Channel Islands Harbor to Marina del Rey

Yesterday I rowed 19 nautical miles (about 22 regular miles) from Dume Cove to Marina del Rey.  Part of a 50 mile row from Channel Islands Harbor, this one took me 3 days.  The first day I rowed about 20 miles from Channel Islands Harbor to just south of Point Magu where I stopped for the night.  As there were no decent places to anchor in the area I put out my para anchor for the night and hoped for the least amount of drift as possible.  I was in an area which was only a mile or so offshore, and one which had lots of rocks, so I was very cautious about the amount of drift I was going to get.  The para anchor would slow it down, but I still did not want to be drifting towards the rocks, so that night was spent “on alert”.  I did sleep but set the alarm for every hour so I could get up and check where I was.  I am not bad at sleeping in one hour increments but it was a bit of a pain after rowing all day and fighting currents most of the way.  The other concern was other boats – although I had not seen many.  Needless to say the navigation lights were on all night just in case.

Day 2 was a shorter row of 11 miles to Dume Cove.  I did want to get further than the cove, but when I rounded Dume Point the seas turned choppy and wind and currents were going against me again.  It was quite the struggle to even get into the cove, but when you have no choice you just do it.  I made it into the cove avoiding as much kelp as possible and found a suitable anchoring spot.  Now for the next challenge – how to anchor.  I have never actually had to anchor this boat before so there I was bobbing around in the cove trying to remember what I had learned in seamanship classes about anchoring.  Do you let out 5 times the line you need, 7 or 10?  Oh man what was that number?  Well I figured that too much was better than not enough, so I dropped the anchor and let out all the line.  Seemed to work – at least while I was watching.  Lucky for me though I had been told about an anchor alarm setting on the GPS which would set off an alarm if you drifted a certain distance from an anchor point.  So I found the setting, set it for 0.1 nautical mile and then calmly got a good nights rest.  No alarms during the night.  Bonus!

And for the final leg it was a 20 mile row from Dume Cove to Marina del Rey.  I had woke up early in the morning so decided to head out while the seas were still calm and glassy.  At least I would be able to get out of the cove easier than I got in.  I managed to get the anchor on board although I did have to fight a lot of kelp to do it.  It was tangled all around the line so as I heaved the line on board I cut off all the kelp.  Just glad the anchor came up relatively easily as pulling on the line was not doing much for my blistered hands – even with gloves!  So anchor up and off I go across the bay to Marina del Rey.  I made good time in the morning but then of course around noon the seas came up again and made for some hard rowing.  Of the 20 miles the last 7 were the most difficult with the boat rocking around and rowing against everything again.  In what seemed like the slowest row ever past Santa Monica I was treated to several pods of dolphins jumping through the water which made the row a little more pleasant but still this was hard.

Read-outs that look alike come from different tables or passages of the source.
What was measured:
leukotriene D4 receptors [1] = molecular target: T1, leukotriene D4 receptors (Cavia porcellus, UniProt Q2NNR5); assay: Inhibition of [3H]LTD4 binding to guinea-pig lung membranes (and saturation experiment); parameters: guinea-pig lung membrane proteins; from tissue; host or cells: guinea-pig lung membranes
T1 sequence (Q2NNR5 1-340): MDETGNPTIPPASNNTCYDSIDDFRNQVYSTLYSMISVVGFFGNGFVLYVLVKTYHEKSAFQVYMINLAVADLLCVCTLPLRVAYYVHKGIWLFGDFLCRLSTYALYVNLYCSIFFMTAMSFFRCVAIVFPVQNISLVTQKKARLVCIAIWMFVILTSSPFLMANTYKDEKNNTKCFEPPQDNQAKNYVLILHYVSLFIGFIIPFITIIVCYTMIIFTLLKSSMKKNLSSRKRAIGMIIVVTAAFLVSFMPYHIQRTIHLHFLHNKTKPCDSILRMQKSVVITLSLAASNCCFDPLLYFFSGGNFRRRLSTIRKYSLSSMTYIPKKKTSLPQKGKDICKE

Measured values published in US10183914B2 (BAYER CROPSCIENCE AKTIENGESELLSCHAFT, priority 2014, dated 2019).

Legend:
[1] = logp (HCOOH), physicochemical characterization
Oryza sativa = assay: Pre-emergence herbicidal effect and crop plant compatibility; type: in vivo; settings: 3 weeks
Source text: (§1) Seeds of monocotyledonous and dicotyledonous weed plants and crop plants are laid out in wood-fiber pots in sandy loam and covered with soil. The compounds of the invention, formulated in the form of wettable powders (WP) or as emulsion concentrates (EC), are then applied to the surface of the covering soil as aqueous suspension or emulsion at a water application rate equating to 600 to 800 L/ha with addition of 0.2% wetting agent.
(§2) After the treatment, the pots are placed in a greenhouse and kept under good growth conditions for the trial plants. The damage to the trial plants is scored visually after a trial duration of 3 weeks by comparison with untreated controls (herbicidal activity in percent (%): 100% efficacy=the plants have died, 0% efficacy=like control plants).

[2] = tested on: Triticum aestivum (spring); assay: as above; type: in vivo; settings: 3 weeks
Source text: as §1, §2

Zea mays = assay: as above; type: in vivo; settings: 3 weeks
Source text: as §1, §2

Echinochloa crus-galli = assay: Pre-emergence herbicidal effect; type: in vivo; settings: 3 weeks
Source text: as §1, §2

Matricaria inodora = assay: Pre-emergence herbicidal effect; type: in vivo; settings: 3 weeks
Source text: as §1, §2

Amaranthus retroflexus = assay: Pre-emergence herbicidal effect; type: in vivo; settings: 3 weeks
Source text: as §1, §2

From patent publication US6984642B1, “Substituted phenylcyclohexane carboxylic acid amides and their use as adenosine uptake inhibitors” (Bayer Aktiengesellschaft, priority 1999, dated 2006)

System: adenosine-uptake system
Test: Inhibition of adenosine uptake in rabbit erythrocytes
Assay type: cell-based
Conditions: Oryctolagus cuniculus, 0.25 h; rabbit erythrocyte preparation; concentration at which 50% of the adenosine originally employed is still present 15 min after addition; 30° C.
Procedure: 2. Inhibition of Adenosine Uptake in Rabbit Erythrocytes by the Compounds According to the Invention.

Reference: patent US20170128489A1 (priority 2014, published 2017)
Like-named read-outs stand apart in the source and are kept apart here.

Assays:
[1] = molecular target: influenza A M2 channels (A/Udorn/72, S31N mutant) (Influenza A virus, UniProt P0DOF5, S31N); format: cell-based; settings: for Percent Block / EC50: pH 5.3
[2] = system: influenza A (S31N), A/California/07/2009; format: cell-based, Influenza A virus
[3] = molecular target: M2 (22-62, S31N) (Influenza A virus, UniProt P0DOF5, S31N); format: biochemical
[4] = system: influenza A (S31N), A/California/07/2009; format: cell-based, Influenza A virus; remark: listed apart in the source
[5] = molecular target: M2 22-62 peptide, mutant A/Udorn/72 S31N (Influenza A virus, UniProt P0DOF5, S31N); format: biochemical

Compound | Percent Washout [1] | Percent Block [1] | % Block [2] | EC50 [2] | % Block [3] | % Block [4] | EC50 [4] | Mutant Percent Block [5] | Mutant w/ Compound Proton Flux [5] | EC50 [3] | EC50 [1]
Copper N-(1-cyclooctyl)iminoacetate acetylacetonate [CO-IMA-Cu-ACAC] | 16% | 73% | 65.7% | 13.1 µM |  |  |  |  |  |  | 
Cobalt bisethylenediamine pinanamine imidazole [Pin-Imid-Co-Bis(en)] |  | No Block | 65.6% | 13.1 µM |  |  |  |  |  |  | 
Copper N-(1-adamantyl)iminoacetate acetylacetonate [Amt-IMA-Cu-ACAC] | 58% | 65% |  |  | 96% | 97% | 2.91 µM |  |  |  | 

Finally I could see the breakwater entrance to Marina del Rey and was so relieved that I would soon be inside the breakwater and the hard rowing for the day would be done.  When you are rowing with everything you have got and you are going less than one knot while not every stroke makes it in the water it is a little disheartening, but the breakwater was just ahead.  Now to get in there.

Getting into the marina was quite the challenge.  Not only was I being pushed to shore where I did not want to be, but I tend to attract some attention when I am rowing in.  People out on the yachts and powerboats come by to ask where I came from which is great – happy to talk – but they also bring with them extra swell which means I have to row even harder.  I was literally standing on the footplates to get the extra power I needed to get in the breakwater and not end up on the rocks.  All was good though and I made it into the marina ready for a well deserved night of rest.

In the marina and the first task was finding a store to get some more Diet Coke.  I swear this habit will be with me for life.  Found a Ralphs and got my fix so the next stop was the showers.  After 3 days rowing I was looking forward to a real shower rather than the baby wipes I have on board, and I have to say that this shower was one of the best I have ever had.  Makes you appreciate what you would normally have every day.  Oh a warm shower – the best thing since sliced bread.

So the next stop will be Redondo Beach and today I planned out that row.  It’s a shorter row but it will be a good stop before I have to negotiate the shipping lanes of Long Beach.  Now that will be the real challenge.

 

 

2 thoughts on “Channel Islands Harbor to Marina del Rey

  1. Anthony Ramirez

    Mary, I am so sorry you weren’t able to complete the race this year.

    My friend is Larry Arbanas from Phoenix, AR who is documenting your “flight”.
    I work in Playa Vista and tried to find you in Marina Del Rey on Tuesday but couldn’t find you, I didn’t have much time to look and am not familiar with the marina.

    Good luck on your journey.

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